The Gothic is so Now


I always find the term ‘Contemporary Gothic’ a bit of an oxymoron. Surely the Gothic is necessarily about a distance past – albeit one that lacks an true authenticity and functions more as a palimpsest of the past. In one of our earliest discussions about the Gothic we wondered whether it was possible to have Science Fiction-Gothic (if you’ve watched Blade Runner the answer is yes).

However, the Gothic is incredibly current at the moment as evidenced by the number of events taking place to celebrate it. Last year, just as we were starting the Reading the Gothic group and blog, the BFI ran a celebration of Gothic films entitled ‘The Dark Heart of Film’. This year there will be a ‘Terror and Wonder: The Gothic Imagination’, a celebration of Gothic literature at the British Library. Just in time for Halloween.

Over the past few months there have also been two ballet productions of Dracula. The West Yorkshire Playhouse showed its production, David Nixon’s Dracula, in September. The videos and stills look wonderful and it is interesting to note what aspects Nixon decided to draw out in his interpretation of the novel; something which was noted in The Guardian‘s review of the piece.

A little further south, the Arts Depot will be hosting Dracula performed by the Mark Bruce Company. This has also received excellent reviews (for comparison here is The Guardian’s review). Given all the hype around the Gothic at the moment it would seem the past is never truly put to rest.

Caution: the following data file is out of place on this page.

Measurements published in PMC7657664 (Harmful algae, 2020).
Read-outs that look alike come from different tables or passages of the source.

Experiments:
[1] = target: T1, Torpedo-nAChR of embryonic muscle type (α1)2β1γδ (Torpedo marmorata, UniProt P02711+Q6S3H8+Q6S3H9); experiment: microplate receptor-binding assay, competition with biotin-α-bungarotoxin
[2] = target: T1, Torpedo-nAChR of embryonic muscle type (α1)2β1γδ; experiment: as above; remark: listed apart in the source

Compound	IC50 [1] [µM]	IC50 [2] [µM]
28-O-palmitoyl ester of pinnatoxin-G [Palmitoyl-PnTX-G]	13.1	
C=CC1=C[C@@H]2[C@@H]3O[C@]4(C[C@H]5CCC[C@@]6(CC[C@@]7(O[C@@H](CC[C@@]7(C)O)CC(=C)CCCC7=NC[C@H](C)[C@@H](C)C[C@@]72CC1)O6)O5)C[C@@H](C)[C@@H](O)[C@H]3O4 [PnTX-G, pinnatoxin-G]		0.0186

New Year, Old Fear


Whilst I would never complain about the British summertime – especially when it’s been as bright and full of sunshine as this one -, it is nice to turn once again to darker things (including planning my Halloween costume) as the night’s draw in. And, as we return to university, it seems a good time to fire up the furnaces within the dark engine of literature.

The practical information regarding the wheres, whens, and whats of ‘Reading the Gothic’ will be published soon but in the meantime here’s something to get the literary cogs turning. Earlier this year the Guardian published an article entitled ‘How to tell you’re reading a Gothic novel‘ which is both entertaining and educational – ‘edutainment’, I believe is the vernacular.

It’s a great of starting to consider what is ‘Gothic’ literature – a starting point for most of the discussions about our chosen texts. It also proves that the Gothic remains in the public consciousness and is a Zeitgeist. Thus, we continue to have our finger on the pulse (yup, that’s a vampire pun).

More news will be coming shortly, so watch this darkling void of cyberspace.